By Jack Newfield
(Nation Books, Paperback, 9781560255314, 304pp.)
Publication Date: September 2003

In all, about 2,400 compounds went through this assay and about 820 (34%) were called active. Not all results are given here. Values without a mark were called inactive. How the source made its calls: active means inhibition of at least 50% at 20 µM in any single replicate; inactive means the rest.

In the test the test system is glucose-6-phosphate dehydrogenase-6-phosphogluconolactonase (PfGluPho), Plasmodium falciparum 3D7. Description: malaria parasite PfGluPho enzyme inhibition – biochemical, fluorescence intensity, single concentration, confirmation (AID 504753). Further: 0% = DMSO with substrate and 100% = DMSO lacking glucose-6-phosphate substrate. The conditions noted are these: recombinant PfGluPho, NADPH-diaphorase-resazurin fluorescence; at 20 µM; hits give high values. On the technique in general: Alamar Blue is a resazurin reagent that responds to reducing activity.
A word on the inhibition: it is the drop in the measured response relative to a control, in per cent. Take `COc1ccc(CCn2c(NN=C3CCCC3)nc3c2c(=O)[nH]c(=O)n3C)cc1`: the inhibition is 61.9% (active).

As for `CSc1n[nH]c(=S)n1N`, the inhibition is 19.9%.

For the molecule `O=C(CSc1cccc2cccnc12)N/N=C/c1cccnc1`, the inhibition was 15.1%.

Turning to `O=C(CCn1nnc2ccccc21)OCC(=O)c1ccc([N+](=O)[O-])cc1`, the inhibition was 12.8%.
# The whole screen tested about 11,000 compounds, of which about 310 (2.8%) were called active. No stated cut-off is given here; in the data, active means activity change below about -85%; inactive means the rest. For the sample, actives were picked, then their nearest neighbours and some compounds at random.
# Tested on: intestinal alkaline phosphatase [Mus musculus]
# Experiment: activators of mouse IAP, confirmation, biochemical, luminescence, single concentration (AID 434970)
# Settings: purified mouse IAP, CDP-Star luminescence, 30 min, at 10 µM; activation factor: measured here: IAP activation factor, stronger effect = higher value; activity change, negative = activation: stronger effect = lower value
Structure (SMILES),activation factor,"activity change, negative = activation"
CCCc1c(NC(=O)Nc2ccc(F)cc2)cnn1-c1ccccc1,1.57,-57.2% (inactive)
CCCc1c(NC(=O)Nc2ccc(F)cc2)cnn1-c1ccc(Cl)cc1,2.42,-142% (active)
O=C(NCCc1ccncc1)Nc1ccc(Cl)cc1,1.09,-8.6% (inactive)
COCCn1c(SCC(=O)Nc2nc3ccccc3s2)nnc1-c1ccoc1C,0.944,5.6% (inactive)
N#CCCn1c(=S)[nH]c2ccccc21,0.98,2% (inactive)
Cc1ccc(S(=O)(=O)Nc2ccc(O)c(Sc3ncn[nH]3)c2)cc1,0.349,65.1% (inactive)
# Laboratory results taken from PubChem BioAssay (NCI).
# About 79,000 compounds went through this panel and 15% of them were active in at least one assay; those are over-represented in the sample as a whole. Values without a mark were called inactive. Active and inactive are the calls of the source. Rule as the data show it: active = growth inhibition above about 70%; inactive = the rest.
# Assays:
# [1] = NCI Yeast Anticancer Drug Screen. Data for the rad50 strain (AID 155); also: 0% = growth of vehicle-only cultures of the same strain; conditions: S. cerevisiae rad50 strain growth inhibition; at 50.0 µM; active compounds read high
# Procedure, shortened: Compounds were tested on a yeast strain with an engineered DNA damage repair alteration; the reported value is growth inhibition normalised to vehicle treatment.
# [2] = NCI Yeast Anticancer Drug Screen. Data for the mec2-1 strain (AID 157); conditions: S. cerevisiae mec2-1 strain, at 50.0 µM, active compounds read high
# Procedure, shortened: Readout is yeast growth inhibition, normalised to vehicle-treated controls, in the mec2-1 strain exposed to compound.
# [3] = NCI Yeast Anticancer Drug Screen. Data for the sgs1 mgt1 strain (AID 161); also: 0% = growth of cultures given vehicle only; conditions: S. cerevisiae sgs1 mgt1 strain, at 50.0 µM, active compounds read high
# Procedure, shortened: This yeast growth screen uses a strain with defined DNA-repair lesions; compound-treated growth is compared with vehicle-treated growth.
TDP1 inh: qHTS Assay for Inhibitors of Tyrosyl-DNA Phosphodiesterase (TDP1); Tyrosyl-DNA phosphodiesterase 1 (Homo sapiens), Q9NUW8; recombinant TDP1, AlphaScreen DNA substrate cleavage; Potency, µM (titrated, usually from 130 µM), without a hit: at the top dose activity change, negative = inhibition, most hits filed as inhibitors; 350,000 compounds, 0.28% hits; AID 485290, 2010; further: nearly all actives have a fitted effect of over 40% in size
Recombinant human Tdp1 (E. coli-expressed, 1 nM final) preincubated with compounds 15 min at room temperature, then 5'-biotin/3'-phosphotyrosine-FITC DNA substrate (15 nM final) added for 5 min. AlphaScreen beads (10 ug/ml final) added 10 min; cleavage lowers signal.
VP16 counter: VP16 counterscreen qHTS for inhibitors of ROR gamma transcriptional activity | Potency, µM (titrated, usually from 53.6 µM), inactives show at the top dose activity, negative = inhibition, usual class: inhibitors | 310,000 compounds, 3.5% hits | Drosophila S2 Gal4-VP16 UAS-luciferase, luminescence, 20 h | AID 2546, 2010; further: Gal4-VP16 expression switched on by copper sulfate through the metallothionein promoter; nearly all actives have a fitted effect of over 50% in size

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As one of the most complex, charismatic and controversial figures of our times, Robert Kennedy occupies a remarkable and paradoxical place in the American imagination. On the right he has been idolized by Rudy Giuliani and memorialized by Attorney General John Ashcroft, who renamed the Justice Department after him. On the left, his admirers say he represented the last hope of revitalizing the liberal tradition. But who was Robert Kennedy? To acclaimed reporter Jack Newfield, who worked closely with him during his last years, RFK was a human being far different from the myths that surrounded his name. Part of him was soldier, priest, radical, and football coach. But he was none of these. He was a politician. His enemies said he was consumed with selfish ambition, a ruthless opportunist exploiting his brother’s legend. But he was too passionate and too vulnerable ever to be the cool and confident operator his brother was.” In this haunting and memorable portrait we see what kind of man died when Robert Kennedy was shot. And what kind of leader America lost.